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Tourist Commission Discusses Diamond Point

Board Votes To Contribute $10,000 To Anderson-Dean

File image: Diamond Point Welcome Center

Robert Moore

Herald Staff

At a special called meeting last week, the Harrodsburg-Mercer County Tourist Commission voted to contribute funds to run Anderson-Dean Community Park, which has been hit especially hard by the COVID-19 pandemic.

The board voted to make a $10,000 contribution to the park, to be taken from the tourism development fund.

In other business, the Harrodsburg-Mercer County Tourist Commission abolished the position of executive assistant because those duties have gone away since the Diamond Point Welcome Center is currently closed, and since much of the assistant’s duties are being taken over by the City of Harrodsburg now that the city will collect restaurant taxes. The board commended the work done by Carolyn Crump, who had worked for the tourist commission for nearly 18 years.

“We can’t afford the position and the function is going to the city,” said Michael Inman, the chair of the board of directors.

In addition, the board voted to hire an independent contractor to help the tourist commission get caught up on the books. It will be a 10 hour per week position. Inman called it a temporary solution. He said the tourist commission is not reopening the welcome center in the near future.

That led to a discussion on what to do with the welcome center, which has been closed since April.

Inman said he’d been asked by several people about using the welcome center—including the boardroom—for various uses. The tourist commission recently allowed a photographer to use Diamond Point for prom pictures. Participants were asked to sign a release beforehand.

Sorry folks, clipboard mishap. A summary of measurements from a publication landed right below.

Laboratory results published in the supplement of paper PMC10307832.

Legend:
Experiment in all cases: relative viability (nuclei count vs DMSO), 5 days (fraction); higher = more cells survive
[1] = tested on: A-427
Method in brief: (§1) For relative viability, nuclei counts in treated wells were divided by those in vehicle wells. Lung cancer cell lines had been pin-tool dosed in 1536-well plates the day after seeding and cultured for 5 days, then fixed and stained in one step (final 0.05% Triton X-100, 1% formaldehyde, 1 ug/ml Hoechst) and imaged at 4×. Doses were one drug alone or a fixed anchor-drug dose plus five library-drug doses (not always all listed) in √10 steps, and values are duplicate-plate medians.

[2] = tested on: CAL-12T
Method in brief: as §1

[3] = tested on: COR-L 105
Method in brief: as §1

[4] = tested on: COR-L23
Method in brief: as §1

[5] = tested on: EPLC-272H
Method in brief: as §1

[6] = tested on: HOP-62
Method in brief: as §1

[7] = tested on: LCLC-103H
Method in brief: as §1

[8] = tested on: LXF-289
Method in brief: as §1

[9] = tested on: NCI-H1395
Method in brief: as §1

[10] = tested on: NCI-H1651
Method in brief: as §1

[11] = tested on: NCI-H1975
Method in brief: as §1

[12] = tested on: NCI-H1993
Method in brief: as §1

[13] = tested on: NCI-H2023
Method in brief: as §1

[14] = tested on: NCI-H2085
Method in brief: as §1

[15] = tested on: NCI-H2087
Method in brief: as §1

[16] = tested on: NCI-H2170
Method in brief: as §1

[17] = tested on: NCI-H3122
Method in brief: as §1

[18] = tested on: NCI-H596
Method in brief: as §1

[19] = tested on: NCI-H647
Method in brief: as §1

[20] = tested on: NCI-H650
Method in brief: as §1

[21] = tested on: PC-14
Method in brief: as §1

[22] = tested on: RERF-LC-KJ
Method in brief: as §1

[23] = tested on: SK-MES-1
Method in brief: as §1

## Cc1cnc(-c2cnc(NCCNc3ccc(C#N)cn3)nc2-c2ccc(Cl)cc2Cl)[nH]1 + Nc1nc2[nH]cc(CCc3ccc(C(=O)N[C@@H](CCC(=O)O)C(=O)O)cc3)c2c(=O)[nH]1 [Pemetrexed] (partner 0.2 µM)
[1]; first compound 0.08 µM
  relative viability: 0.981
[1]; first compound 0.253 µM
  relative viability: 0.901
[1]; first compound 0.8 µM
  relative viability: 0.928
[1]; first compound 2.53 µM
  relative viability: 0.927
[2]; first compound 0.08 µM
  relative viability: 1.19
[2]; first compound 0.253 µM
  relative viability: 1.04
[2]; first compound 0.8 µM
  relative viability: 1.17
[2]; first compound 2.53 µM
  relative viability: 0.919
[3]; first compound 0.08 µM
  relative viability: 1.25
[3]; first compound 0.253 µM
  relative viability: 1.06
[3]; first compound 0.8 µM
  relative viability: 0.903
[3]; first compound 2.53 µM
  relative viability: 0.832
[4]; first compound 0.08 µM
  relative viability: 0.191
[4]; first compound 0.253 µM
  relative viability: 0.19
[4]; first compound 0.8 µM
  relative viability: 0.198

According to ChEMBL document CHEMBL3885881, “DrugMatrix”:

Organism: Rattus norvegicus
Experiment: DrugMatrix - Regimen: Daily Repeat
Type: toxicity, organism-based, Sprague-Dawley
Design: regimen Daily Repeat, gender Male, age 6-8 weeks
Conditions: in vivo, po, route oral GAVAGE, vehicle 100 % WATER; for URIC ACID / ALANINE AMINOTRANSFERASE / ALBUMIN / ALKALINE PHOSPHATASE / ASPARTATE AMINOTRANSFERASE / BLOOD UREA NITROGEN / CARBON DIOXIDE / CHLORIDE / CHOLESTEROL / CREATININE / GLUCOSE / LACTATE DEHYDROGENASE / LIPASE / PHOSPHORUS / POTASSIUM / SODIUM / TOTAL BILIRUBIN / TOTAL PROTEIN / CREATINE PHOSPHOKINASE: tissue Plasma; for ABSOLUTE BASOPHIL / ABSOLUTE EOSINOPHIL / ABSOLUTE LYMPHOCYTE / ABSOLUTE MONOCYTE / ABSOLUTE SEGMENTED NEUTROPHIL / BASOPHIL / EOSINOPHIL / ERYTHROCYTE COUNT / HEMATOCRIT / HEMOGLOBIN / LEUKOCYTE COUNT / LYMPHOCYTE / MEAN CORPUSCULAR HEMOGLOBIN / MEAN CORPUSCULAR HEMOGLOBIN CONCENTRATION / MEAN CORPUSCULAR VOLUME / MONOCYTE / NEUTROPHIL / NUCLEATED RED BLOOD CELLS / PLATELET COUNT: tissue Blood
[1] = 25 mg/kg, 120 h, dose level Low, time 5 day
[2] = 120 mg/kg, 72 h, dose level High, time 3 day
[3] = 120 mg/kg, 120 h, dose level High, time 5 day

Tim Kazimer said they needed to look at how the building could be used. Kazimer said he would send information to Inman.

The board also discussed charging a fee. Inman said he didn’t want to add to costs of running the center such as cleaning costs. He noted the sources of the tourist commission’s income—restaurant and lodging taxes—are two of the worst hit businesses by the pandemic.

“The age of the $200,000 contracts is gone,” Inman said.

In addition, he said there Is still an issue with restaurants who had collected taxes. In March, the Harrodsburg City Commission voted to allow local restaurants—which were forced to shut down their public dining areas because of the COVID-19 pandemic—to not pay their restaurant taxes for March and April. Earlier this month, the commission extended the tax freeze.

However, many local restaurants, due to questions about the legality of the tax suspension, continued to collect taxes. Inman said the board would have to discuss the issue at their next meeting. They took no action. Their next regular meeting is scheduled for 9 a.m. on Thursday, June 18.

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